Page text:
The Red Maple Trail, marked by red blazes, is named for likely the largest red maple you will ever see. The trail is a 0.5-mile loop that climbs a gentle slope through the woods to the edge of an old field bordered by a barbed-wire fence. A short walk leads back into the woods where the very large red maple is located. The trail then descends through the woods to the edge of Stackpole Creek, and eventually reconnects to itself before rejoining the Big Pine Trail.

The Beaver Path, marked by white blazes, is 0.34 miles and begins after crossing the large trail bridge.  This trail is a very pleasant walk along Stackpole Creek and has a memorial bench overlooking the creek. The trail ends at an intersection with the Red Maple Trail.

The Woodcock Trails, marked by yellow blazes, is a small series of shortcuts that connect to sections of the Blue Heron Trail and make for a shorter walk from the parking lot to the large trail bridge over Stackpole Creek.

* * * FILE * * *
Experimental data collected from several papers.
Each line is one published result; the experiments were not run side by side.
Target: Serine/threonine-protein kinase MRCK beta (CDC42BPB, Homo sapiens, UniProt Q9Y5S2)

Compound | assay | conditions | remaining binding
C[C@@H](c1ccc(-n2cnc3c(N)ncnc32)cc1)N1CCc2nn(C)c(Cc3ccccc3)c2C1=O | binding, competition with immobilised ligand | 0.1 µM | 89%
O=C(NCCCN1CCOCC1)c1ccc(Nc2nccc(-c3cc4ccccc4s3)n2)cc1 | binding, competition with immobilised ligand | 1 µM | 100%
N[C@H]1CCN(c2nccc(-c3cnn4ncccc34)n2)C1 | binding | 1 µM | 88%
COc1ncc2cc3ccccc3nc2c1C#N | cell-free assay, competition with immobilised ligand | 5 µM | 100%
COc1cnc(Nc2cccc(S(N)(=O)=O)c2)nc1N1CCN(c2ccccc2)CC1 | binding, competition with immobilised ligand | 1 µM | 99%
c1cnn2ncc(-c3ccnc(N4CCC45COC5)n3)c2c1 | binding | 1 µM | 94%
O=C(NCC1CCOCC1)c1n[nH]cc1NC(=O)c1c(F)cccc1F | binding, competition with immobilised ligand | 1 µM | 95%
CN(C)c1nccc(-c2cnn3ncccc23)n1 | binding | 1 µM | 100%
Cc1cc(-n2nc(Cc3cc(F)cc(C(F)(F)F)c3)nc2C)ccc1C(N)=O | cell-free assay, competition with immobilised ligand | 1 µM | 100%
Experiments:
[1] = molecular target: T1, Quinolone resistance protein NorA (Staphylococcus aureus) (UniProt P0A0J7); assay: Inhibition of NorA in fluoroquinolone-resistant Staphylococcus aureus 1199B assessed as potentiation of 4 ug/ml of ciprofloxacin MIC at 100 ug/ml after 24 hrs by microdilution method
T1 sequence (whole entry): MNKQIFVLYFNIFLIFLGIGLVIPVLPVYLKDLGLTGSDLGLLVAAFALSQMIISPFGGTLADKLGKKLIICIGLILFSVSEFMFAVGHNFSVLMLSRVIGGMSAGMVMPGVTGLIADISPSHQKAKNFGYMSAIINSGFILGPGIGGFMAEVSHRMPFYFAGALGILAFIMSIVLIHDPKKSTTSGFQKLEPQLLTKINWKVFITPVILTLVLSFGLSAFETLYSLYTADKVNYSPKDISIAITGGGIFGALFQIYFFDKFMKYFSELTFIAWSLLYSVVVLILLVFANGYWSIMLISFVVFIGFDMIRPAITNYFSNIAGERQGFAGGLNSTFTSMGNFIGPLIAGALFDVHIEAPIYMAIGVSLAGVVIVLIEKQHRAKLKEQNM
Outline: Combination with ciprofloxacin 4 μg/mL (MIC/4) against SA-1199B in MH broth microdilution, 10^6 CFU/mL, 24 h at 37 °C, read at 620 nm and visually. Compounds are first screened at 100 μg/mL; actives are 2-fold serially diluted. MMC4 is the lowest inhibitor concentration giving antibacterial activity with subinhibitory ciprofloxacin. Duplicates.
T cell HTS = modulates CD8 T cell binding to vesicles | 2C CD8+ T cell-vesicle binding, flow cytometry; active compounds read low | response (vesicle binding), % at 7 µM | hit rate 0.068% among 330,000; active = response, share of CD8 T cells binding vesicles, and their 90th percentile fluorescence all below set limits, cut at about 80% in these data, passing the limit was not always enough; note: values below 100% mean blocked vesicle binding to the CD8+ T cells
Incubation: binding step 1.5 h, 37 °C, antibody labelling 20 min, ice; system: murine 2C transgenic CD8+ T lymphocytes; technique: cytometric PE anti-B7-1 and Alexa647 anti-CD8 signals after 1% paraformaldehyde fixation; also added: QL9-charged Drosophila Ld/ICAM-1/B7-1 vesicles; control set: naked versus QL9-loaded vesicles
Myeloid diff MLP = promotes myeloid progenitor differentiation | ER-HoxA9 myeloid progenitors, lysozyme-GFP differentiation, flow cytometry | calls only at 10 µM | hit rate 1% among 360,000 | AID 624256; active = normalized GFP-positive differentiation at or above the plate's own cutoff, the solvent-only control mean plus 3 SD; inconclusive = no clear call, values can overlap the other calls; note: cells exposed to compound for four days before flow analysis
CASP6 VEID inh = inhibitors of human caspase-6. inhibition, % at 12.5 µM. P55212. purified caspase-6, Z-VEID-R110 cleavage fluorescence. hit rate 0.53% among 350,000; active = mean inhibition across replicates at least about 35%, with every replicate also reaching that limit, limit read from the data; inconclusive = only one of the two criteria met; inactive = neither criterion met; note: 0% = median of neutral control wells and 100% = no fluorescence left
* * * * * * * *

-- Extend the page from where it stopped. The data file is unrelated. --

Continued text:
The Stone Bridge Trail, marked by yellow blazes, is a 0.75-mile long connector trail that leaves the Big Pine Trail and heads southwest towards Simpson Road. The trail starts on city property, but quickly crosses onto private land until its terminus at Simpson Road. The trail winds through a mixed woodland forest and crosses a couple of small creeks before exiting the woods onto a field. Please stay left on the edge of the field until you reach the Simpson Road.

Other Information

The Stone Bridge Trail is privately owned. Please respect these rules so we can continue to offer public access:

  • Closed March 15 - May 1
  • No Parking on Simpson Road
  • Groups limited to 4 adults and their children
  • Pets must be on a leash
  • Remove any dog waste or other trash
  • Do not pick wildflowers. Children may collect acorns, pinecones, and other materials
  • Camp or school groups need advanced permission

Trail users can link the trail networks of Horton Woods, the Stone Bridge Trail, and the Mary Merrill trail to create a longer hike from the Horton Woods parking lot on Rt 112 to the Saco River. This hike will be at least 1.9 miles one-way and takes about an hour.

Please review the rules for both the Stone Bridge Trail and the Mary Merrill Trail before attempting this hike.